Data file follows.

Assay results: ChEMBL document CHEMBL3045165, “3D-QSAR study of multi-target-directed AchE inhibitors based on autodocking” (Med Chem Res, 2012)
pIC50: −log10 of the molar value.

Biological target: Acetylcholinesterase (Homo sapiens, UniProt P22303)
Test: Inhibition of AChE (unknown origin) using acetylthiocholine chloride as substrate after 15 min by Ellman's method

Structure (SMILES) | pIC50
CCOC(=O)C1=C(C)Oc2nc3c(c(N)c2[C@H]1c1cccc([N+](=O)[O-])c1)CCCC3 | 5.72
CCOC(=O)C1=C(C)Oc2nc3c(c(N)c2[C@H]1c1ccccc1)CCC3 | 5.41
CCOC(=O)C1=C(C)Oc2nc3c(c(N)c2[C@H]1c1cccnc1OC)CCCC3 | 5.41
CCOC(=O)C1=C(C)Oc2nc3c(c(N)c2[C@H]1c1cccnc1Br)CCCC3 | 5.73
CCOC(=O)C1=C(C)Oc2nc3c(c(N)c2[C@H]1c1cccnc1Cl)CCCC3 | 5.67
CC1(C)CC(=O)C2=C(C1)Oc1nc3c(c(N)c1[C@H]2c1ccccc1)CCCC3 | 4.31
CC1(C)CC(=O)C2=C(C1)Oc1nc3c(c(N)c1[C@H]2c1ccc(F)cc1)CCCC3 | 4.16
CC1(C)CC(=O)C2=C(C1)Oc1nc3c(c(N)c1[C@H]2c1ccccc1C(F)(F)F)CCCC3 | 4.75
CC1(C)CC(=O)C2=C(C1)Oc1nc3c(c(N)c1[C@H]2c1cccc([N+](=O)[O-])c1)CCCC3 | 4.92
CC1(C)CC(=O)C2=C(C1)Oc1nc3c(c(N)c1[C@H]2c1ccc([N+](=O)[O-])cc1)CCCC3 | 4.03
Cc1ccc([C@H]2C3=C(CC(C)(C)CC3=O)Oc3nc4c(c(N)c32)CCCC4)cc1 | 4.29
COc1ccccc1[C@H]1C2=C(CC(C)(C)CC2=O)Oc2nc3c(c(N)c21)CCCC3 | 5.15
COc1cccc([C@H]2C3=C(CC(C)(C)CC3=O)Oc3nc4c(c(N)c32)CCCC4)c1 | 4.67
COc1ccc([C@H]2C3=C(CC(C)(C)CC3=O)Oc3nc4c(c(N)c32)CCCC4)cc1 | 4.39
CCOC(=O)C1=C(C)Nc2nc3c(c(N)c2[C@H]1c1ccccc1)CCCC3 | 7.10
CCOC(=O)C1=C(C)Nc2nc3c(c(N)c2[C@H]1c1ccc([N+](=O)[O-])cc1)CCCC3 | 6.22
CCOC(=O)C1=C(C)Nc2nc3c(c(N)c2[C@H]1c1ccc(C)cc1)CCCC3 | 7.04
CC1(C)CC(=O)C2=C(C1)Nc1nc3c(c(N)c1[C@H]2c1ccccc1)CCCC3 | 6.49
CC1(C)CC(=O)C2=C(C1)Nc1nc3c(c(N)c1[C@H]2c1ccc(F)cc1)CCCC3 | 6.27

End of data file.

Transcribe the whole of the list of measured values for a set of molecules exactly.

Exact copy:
Assay results: ChEMBL document CHEMBL3045165, “3D-QSAR study of multi-target-directed AchE inhibitors based on autodocking” (Med Chem Res, 2012)
pIC50: −log10 of the molar value.

Biological target: Acetylcholinesterase (Homo sapiens, UniProt P22303)
Test: Inhibition of AChE (unknown origin) using acetylthiocholine chloride as substrate after 15 min by Ellman's method

Structure (SMILES) | pIC50
CCOC(=O)C1=C(C)Oc2nc3c(c(N)c2[C@H]1c1cccc([N+](=O)[O-])c1)CCCC3 | 5.72
CCOC(=O)C1=C(C)Oc2nc3c(c(N)c2[C@H]1c1ccccc1)CCC3 | 5.41
CCOC(=O)C1=C(C)Oc2nc3c(c(N)c2[C@H]1c1cccnc1OC)CCCC3 | 5.41
CCOC(=O)C1=C(C)Oc2nc3c(c(N)c2[C@H]1c1cccnc1Br)CCCC3 | 5.73
CCOC(=O)C1=C(C)Oc2nc3c(c(N)c2[C@H]1c1cccnc1Cl)CCCC3 | 5.67
CC1(C)CC(=O)C2=C(C1)Oc1nc3c(c(N)c1[C@H]2c1ccccc1)CCCC3 | 4.31
CC1(C)CC(=O)C2=C(C1)Oc1nc3c(c(N)c1[C@H]2c1ccc(F)cc1)CCCC3 | 4.16
CC1(C)CC(=O)C2=C(C1)Oc1nc3c(c(N)c1[C@H]2c1ccccc1C(F)(F)F)CCCC3 | 4.75
CC1(C)CC(=O)C2=C(C1)Oc1nc3c(c(N)c1[C@H]2c1cccc([N+](=O)[O-])c1)CCCC3 | 4.92
CC1(C)CC(=O)C2=C(C1)Oc1nc3c(c(N)c1[C@H]2c1ccc([N+](=O)[O-])cc1)CCCC3 | 4.03
Cc1ccc([C@H]2C3=C(CC(C)(C)CC3=O)Oc3nc4c(c(N)c32)CCCC4)cc1 | 4.29
COc1ccccc1[C@H]1C2=C(CC(C)(C)CC2=O)Oc2nc3c(c(N)c21)CCCC3 | 5.15
COc1cccc([C@H]2C3=C(CC(C)(C)CC3=O)Oc3nc4c(c(N)c32)CCCC4)c1 | 4.67
COc1ccc([C@H]2C3=C(CC(C)(C)CC3=O)Oc3nc4c(c(N)c32)CCCC4)cc1 | 4.39
CCOC(=O)C1=C(C)Nc2nc3c(c(N)c2[C@H]1c1ccccc1)CCCC3 | 7.10
CCOC(=O)C1=C(C)Nc2nc3c(c(N)c2[C@H]1c1ccc([N+](=O)[O-])cc1)CCCC3 | 6.22
CCOC(=O)C1=C(C)Nc2nc3c(c(N)c2[C@H]1c1ccc(C)cc1)CCCC3 | 7.04
CC1(C)CC(=O)C2=C(C1)Nc1nc3c(c(N)c1[C@H]2c1ccccc1)CCCC3 | 6.49
CC1(C)CC(=O)C2=C(C1)Nc1nc3c(c(N)c1[C@H]2c1ccc(F)cc1)CCCC3 | 6.27